I find it critical to expose the agency of non-human objects and materials in order to begin to decipher the discussions surrounding the mounting pressures of the Anthropocene. I attempt to segment issues you cannot directly see or touch, by creating work that explores tactile relatability. Although I use an environmental lens to provoke questions of materiality and hierarchy, I do not consider my artwork to be a form of activism because it does not claim to have answers.
Much of my work involves large amounts of physical labor. This process is tedious, repetitive and draining. This has given me an outlet to direct my feelings of guilt towards. It allows me to focus this overwhelming emotion into one specific act. I see this reaction as a sort of penance for our society’s lack of action. Consider this work an incomplete apology from maker to material.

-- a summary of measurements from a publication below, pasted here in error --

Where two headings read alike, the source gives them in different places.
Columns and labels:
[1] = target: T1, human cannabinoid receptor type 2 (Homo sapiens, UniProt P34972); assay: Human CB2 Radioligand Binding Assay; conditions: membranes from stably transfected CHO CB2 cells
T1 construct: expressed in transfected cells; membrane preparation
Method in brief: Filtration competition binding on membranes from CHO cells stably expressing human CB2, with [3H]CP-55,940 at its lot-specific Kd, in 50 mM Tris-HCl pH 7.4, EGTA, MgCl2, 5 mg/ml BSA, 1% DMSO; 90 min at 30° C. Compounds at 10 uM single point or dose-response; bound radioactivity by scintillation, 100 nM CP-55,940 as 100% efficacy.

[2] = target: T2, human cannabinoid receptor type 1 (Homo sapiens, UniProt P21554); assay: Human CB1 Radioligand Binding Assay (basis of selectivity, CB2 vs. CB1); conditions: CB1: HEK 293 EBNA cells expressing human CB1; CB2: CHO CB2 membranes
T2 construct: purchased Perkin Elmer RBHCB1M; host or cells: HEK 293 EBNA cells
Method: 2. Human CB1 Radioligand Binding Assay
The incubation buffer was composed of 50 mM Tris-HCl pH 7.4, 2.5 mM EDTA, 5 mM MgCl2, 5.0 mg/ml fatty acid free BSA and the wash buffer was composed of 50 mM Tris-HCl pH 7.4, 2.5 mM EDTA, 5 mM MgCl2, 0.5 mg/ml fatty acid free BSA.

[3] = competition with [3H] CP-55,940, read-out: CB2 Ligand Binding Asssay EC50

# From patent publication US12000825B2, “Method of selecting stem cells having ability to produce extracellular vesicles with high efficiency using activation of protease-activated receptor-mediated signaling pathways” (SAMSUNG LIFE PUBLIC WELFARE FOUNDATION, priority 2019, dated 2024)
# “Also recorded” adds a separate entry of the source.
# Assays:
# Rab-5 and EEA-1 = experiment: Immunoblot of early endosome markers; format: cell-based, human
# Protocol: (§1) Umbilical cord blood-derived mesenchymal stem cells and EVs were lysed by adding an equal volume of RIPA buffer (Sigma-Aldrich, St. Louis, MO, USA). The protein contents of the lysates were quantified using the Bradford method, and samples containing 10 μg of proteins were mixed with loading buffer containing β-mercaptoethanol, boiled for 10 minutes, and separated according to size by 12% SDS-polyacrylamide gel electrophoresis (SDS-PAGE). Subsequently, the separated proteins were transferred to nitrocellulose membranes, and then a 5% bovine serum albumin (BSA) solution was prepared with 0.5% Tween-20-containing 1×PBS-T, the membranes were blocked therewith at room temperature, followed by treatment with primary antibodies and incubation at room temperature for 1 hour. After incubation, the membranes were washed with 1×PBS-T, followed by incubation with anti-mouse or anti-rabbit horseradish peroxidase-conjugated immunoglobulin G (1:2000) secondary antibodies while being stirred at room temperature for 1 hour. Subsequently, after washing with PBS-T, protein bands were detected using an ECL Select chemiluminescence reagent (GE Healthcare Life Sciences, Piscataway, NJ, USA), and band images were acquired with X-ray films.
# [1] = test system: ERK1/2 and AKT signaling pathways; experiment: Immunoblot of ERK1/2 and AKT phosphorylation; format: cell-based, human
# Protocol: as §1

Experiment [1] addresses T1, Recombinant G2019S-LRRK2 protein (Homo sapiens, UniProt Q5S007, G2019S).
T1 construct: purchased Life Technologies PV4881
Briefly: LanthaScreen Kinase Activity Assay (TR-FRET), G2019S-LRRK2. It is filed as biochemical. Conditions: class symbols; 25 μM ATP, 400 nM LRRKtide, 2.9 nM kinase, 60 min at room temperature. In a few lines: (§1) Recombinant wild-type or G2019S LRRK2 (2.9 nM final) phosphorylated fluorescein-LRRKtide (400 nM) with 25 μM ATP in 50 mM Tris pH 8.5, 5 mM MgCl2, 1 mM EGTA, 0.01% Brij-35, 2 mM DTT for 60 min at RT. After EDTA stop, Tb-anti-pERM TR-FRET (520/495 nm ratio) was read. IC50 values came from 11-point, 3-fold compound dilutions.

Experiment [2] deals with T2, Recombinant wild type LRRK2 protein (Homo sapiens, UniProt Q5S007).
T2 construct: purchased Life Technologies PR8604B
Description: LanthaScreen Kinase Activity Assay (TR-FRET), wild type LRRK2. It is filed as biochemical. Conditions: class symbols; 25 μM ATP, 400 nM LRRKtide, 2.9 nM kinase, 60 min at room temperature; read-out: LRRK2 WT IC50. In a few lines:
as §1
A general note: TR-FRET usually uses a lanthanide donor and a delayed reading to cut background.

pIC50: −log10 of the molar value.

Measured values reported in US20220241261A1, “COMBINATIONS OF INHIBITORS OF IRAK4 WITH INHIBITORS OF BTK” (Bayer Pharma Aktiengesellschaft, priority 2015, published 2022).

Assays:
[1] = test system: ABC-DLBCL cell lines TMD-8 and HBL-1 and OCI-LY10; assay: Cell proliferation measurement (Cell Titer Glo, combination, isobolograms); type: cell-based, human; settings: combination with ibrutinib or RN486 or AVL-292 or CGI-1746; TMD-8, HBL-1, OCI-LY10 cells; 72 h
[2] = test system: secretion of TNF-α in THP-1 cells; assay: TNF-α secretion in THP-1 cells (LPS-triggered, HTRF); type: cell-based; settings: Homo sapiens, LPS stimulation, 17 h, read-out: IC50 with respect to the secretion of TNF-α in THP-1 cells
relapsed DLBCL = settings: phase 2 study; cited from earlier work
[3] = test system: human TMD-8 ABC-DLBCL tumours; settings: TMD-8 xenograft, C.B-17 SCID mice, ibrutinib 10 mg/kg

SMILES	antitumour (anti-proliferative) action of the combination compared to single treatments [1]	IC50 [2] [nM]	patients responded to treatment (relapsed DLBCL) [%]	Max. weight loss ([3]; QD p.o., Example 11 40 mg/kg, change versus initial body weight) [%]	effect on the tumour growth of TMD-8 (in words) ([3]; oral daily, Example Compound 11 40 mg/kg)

Stylistically, my sculpture plays with the power of function versus aesthetic. The work does not always function as it is perceived to function, but it looks utilitarian. I tend to organize my work in a rational, human way where the incorporated natural elements are being controlled, compressed or contained. In some ways, this gives the manipulator (myself) the authority; however, the effort involved in controlling these elements as they rebel is a way in which they take their power back. By blurring the line between utilitarian and frivolous, these forms serve as a platform to host critical dialogue regarding power, value and trust.
Kylie Little is an artist best known for sculpture and installation. She was born in 1994 in Goshen, Indiana and graduated from University of Indianapolis in 2016 with a BS in Studio Art and Pre-Art Therapy. Kylie creates using a variety of materials but favors wood, metal and other naturally occurring elements, such as water and soil. Her work has been exhibited at Swan Coach House Gallery, Indianapolis Art Center, Temporary Art Center and the Kyoto International Community House.
She is currently living and working in Atlanta, Georgia and is an MFA candidate at Georgia State University.